B. Gender-Based Violence as a Human Rights Issue

Gender-based violence is a serious human rights issue.[22] Nearly one out of every three women worldwide has been subjected to physical or sexual violence by an intimate partner.[23] Further, 38% of all murders of women are committed by their partner.[24] In the United States, about one out of every four women will at some point be victims of domestic violence.[25] A person subject to domestic violence is twice as likely to suffer from depression and substance abuse.[26] Domestic violence also has substantial effects of those not directly experiencing the violence, as children who are exposed to domestic violence are a higher risk of both experiencing emotional and behavioral issues and becoming perpetrators and/or victims of domestic violence themselves.[27]

Gender-based violence implicates a multitude of human rights safeguarded by the Universal Declaration of Human Rights (UDHR) and other international human rights instruments.[28] UDHR Articles 1, 2, 3, 5, 7, and 25 respectively address the equality of all human being in dignity and rights; equality to all right an freedoms of the Declaration free from any distinction based on status; the right to life, liberty, and security of person; security against cruel, inhuman, or degrading treatment; the right to equal protection before the law; the right to a standard of living adequate for health and well-being.[29] These are all implicated by gender-based violence.[30]

In 1979, the UN adopted the Convention on the Elimination of All Forms of Discrimination Against Women Committee (CEDAW).[31]  In 1992, the CEDAW committee asserted that violence against women is a form of discrimination which seriously inhibits women’s ability to enjoy rights and freedoms the same as their male counterparts.[32] A year later,  in an effort to strengthen the “effective implementation” of CEDAW, the Declaration on the Elimination of Violence Against Women (DEVAW) was adopted.[33] DEVAW aimed to eliminate violence against women recognizing that it violates women’s fundamental freedoms.[34]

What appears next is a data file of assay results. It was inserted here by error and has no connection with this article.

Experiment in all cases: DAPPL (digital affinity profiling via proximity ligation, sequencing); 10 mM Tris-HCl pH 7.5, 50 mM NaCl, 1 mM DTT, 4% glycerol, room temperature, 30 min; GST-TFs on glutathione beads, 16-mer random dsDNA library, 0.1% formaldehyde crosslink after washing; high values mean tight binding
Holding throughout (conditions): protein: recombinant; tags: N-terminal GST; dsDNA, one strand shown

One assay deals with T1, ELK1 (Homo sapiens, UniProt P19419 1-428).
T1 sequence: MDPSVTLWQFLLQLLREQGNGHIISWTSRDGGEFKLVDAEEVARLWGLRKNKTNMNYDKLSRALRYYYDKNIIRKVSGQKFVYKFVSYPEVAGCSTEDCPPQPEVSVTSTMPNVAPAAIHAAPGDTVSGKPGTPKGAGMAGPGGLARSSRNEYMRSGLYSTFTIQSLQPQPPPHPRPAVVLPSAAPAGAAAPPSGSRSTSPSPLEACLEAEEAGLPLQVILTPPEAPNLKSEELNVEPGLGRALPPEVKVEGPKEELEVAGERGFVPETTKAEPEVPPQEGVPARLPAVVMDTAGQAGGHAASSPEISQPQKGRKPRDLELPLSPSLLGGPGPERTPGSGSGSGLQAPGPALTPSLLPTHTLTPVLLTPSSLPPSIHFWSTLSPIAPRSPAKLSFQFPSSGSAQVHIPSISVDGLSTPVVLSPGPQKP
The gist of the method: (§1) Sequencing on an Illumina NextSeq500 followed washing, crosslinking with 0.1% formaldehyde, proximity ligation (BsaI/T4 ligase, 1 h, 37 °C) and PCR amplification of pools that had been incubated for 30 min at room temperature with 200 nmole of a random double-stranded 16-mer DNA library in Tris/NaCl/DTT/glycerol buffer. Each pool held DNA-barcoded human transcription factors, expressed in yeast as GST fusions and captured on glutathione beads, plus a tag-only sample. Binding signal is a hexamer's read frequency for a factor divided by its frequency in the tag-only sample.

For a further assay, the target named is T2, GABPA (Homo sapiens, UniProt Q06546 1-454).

C. Gun Violence and Gender-Based Violence

The Fifth Circuit, and supporters of an expansive interpretation of gun rights, argue that a favorable ruling for Rahimi would not be the severe slight to domestic violence victims that it is purported to be.[35] Such proponents argue that because constitutional restrictions on gun ownership already apply to those convicted of misdemeanor and felony domestic abuse, expanding such restrictions would be in violation of the Second Amendment.[36]

Adopting this line of reasoning is very troubling. Often, abusers are not criminally convicted of domestic violence crimes.[37] Instead, they are usually restrained by civil protective orders, so many abusers would be allowed to keep their firearms, despite the judicial determination that they pose a threat worthy of restraining.[38] This is precisely what civil protection orders purport to do. Victims of domestic violence have a myriad of reasons why they may prefer their abuser to be civilly restrained instead of criminally charged and put in jail.[39] For instance, victims of abuse may rely on their abuser for fiscal support, they may not want their children to lose a parent, and they may fear testifying against their abuser in court.[40]

D. The Supreme Courts Jurisprudence on Gender-Based Violence

Rahimi presents the Supreme Court with an opportunity to correct its pattern of diminishing legislation aimed at remedying gender-based violence. The Supreme Court has attacked and diminished gender-based violence legislation in two other significant instances – United States v. Morrison (2000) and Town of Castle Rock v. Gonzales (2005).

United States v. Morrison

In United States v. Morrison (2000), the Supreme Court was asked to examine the constitutionality of a provision of the Violence Against Women Act, 42 U.S.C. § 13981, which provided a federal civil remedy for the victims of gender-motivated violence.[41] Despite the plethora of congressional findings that violence against women had a substantial impact on economic activity, the Supreme Court found that this statute was an unconstitutional use of Congress’s Commerce Clause power.[42]

Town of Castle Rock v. Gonzales

Just a few years later, the Supreme Court once again gutted legislation aimed at protecting domestic violence victims in Town of Castle Rock v. Gonzales (2005). The Supreme Court considered whether Jessica Gonzales’ due process rights had been violated by the police of Castle Rock failing to enforce a court-ordered restraining order.[43] The Court ultimately held that the police did not have to mandatorily enforce the restraining orders, and that Gonzales had no substantive property interest recognized under the Due Process Clause of the Fourteenth Amendment.[44] This holding essentially ignored the Colorado legislation which ensured that such enforcement was mandatory.[45]